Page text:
But in 2019, he noticed something was off with his property taxes.
“Looking into the finances of the building I noticed compared to other commercial properties our taxes were very high, so I started wondering why,” Woody said.
From 2006 to 2019, Woody believed an error was made in his property taxes resulting in him paying thousands of dollars over what he should be paying.
When he took the issue to Jackson County assessor Dave Arrasmith in 2019, he told Woody in an email an error had indeed been made.
Arrasmith said a notation was made for an increase in property tax in 2006, regarding the property’s use changing from industrial to commercial and a remodel had been done.
However, Woody said neither of those things happened.
Arrasmith said in a 2019 email he could only fix the last five years from 2014 to 2019.
However, when Woody filed to get those years corrected, he was denied.
“He would not correct those and so the only thing I could do is go to the magistrate court to file an appeal,” Woody said.
The Oregon Tax Court said Oregon law states an assessor may make a correction, but it wasn’t required.
Arrasmith said although he did admit to saying in 2019 an error was made, court documents show the county argued the error could not be corrected due to “Appraiser’s judgment.”
Now, Arrasmith tells us he no longer maintains that an error was made.
Woody said he should be owed thousands of dollars.
“The five years that have not yet been corrected, the taxes were just under $21k that should have corrected and refunded, if refunded now I believe with the accrued interested it would be about $37k,” Wood said.
Last year, Woody decided tell his story to Ashland state representative Pam Marsh.
That prompted her to introduce house bill 2086 during the 2023 legislative session.
The bill goes into effect this Sunday, September 24.
It aims to allow correction of maximum assessed value of property for the current tax year and up to five years before the current year.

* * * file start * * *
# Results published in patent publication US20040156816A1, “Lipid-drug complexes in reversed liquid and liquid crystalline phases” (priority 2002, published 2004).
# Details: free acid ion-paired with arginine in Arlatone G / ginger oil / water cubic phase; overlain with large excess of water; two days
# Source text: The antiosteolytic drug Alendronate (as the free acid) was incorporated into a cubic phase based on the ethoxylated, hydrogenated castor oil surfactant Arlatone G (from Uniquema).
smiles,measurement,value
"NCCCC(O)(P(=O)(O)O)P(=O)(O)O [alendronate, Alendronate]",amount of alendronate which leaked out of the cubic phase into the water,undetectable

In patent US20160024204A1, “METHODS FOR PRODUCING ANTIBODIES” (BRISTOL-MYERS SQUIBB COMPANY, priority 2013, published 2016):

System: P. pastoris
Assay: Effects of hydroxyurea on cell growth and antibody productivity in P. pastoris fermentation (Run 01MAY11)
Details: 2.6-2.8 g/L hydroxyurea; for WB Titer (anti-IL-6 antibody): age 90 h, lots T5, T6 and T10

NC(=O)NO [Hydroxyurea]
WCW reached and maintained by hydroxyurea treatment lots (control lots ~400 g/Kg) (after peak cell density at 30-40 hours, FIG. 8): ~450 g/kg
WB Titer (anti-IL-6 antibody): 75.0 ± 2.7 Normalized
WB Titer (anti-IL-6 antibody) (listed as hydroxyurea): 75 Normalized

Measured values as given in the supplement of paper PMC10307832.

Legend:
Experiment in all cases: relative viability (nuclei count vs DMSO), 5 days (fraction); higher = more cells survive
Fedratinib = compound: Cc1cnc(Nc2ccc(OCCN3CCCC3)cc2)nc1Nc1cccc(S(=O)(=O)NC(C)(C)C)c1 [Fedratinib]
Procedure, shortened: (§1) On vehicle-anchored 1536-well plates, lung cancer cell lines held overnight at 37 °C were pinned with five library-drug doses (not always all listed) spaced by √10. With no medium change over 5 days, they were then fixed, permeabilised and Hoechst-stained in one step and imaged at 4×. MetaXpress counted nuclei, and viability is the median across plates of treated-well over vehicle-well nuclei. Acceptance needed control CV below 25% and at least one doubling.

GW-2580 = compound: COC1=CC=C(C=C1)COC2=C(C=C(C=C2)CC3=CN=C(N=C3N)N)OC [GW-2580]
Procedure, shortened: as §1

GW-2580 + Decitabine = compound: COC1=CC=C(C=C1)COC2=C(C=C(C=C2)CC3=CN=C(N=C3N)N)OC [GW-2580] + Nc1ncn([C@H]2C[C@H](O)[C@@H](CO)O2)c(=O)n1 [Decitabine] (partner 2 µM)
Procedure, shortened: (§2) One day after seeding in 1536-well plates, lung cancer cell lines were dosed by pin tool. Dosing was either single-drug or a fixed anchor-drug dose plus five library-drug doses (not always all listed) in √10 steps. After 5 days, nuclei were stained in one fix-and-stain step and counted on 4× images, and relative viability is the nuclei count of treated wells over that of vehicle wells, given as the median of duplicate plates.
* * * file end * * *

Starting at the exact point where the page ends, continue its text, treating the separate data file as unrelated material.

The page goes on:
“We can fix things in law and I think it’s important for people to understand that it’s possible,” Marsh said. “He had explored every single way to fix it without a statutory change and then I said, okay Alvin, I don’t know if we can come up with a solution that makes you whole, but we’re going to fix the law.”
The biggest change came from changing the wording that from “the officer may correct any other error or omission of any kind,” too shall, in effect, forcing property tax collectors to make necessary changes.
That wording would have helped Woody significantly.
However, the bill does not help him for 2014 to 2019 tax years.
Recently, a stipulation from tax court ordered a correction for woody’s property taxes for 2019 to 2020 and 2020 to 2021 tax years.
Meaning, he’s no longer paying more than he should in property tax.
As for what’s next, he’s going to keep fighting for the refund he believes he deserves.
“The only thing I think I have left to do is to try to urge the county commissioners to do the right thing,” Woody said.
In an email to us, Arrasmith said prior to and after House Bill 2086, an appraiser’s opinion of value may show poor judgment, but an error has to be documented for a correction to happen.
Arrasmith said there is no factual evidence that a math error occurred in Woody’s case.
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